TUESDAY, Dec. 21, 2010 (HealthDay News) -- Certain cells in white fat can be changed into energy-burning brown fat, according to an animal study that might one day lead to new treatments for obesity, researchers report.
In tests on mice, a team at the Joslin Diabetes Center in Boston found that exposure to a protein called BMP-7 caused progenitor cells in subcutaneous (just beneath the skin) white fat tissue and skeletal muscle to turn into brown fat cells.
Previous research by the same team found that BMP-7 plays a key role in brown fat development.
In this new study, the conversion of the progenitor cells in the subcutaneous white fat tissue was increased when they were exposed to both BMP-7 and the diabetes drug rosiglitazone.
"This finding opens up a whole new avenue for researchers interested in designing molecules that induce endogenous progenitor cells to differentiate into mature brown fat cells," senior author Yu-Hua Tseng, an assistant professor of medicine at Harvard Medical School, said in a news release from the Joslin Diabetes Center.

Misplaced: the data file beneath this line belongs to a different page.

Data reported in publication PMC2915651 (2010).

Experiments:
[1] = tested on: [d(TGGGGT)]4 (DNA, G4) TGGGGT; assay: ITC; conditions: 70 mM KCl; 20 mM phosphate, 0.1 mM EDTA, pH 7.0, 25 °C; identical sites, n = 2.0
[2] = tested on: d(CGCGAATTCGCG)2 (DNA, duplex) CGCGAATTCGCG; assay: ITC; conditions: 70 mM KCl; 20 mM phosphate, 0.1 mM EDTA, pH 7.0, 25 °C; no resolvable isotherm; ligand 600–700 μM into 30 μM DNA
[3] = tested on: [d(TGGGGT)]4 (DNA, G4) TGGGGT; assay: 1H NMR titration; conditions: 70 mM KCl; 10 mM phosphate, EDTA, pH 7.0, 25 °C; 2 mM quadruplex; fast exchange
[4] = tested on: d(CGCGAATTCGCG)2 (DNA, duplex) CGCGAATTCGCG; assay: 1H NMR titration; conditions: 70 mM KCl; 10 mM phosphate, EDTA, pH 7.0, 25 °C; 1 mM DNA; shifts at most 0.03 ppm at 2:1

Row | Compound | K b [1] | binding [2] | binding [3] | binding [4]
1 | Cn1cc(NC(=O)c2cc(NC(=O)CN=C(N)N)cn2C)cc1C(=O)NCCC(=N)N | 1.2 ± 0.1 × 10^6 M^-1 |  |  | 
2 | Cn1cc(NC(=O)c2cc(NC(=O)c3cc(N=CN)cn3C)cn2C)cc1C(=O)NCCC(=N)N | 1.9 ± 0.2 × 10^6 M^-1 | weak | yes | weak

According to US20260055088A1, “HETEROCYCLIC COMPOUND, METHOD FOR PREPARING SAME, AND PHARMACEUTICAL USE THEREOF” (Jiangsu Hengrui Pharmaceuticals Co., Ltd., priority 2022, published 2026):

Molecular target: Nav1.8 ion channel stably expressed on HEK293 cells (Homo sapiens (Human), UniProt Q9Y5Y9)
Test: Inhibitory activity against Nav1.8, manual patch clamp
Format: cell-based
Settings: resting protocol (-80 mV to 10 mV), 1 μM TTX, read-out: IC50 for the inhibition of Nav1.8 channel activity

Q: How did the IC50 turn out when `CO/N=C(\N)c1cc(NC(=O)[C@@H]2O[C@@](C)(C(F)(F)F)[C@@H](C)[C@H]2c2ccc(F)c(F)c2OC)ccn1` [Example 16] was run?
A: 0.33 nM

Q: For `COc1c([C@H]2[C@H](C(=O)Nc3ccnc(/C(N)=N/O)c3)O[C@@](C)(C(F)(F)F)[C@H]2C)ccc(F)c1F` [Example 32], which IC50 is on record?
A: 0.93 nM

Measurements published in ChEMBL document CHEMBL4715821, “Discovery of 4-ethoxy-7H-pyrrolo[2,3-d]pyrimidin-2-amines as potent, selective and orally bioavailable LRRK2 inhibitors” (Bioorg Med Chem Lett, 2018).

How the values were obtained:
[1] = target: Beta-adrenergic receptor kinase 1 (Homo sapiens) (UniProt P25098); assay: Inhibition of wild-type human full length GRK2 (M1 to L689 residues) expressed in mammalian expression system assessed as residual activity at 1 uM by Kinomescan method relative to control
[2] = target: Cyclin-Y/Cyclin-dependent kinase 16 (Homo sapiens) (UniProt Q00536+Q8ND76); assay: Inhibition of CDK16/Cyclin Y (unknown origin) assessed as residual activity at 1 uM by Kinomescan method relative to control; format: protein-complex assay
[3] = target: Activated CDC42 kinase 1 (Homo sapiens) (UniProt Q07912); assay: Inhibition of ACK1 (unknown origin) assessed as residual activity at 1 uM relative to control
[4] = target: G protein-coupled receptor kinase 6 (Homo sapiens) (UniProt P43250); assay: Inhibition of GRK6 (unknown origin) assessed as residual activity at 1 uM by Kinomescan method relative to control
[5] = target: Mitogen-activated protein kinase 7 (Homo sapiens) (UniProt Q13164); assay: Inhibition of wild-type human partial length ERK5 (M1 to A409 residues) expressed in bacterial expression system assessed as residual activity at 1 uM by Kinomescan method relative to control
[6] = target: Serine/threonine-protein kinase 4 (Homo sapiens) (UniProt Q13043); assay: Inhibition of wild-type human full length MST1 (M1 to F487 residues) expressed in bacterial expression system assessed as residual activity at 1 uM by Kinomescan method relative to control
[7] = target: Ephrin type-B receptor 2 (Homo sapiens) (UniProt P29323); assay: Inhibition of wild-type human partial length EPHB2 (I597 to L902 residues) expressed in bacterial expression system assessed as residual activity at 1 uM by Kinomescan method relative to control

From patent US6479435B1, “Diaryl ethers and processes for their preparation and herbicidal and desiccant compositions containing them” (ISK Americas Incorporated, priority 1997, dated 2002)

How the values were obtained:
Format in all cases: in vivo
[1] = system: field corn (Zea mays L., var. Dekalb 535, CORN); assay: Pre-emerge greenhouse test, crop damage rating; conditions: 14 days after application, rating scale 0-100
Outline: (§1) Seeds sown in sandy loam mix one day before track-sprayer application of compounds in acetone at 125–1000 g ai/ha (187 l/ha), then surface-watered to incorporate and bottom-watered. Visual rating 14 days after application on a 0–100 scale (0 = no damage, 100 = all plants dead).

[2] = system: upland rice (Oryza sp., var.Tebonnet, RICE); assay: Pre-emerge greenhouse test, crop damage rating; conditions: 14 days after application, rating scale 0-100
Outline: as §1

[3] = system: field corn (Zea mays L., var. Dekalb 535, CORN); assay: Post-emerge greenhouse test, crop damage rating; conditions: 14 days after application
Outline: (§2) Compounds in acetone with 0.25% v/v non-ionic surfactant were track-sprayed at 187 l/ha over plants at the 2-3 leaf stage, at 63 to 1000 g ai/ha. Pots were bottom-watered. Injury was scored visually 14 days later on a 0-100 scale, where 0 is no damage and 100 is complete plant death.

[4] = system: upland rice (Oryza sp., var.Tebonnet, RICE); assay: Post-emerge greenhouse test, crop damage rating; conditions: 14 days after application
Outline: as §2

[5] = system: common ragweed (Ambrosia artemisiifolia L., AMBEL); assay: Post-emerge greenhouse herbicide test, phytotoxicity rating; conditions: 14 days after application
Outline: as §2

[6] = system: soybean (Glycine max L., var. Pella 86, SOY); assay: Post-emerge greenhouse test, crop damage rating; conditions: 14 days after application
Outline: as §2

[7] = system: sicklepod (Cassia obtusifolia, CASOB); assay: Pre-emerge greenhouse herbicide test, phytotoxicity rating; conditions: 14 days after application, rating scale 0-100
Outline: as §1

"It's particularly exciting because we found that some of these cells are located in subcutaneous white fat, which could be a very accessible source for them," Tseng added.
The study is published in this week's issue of the Proceedings of the National Academy of Sciences.
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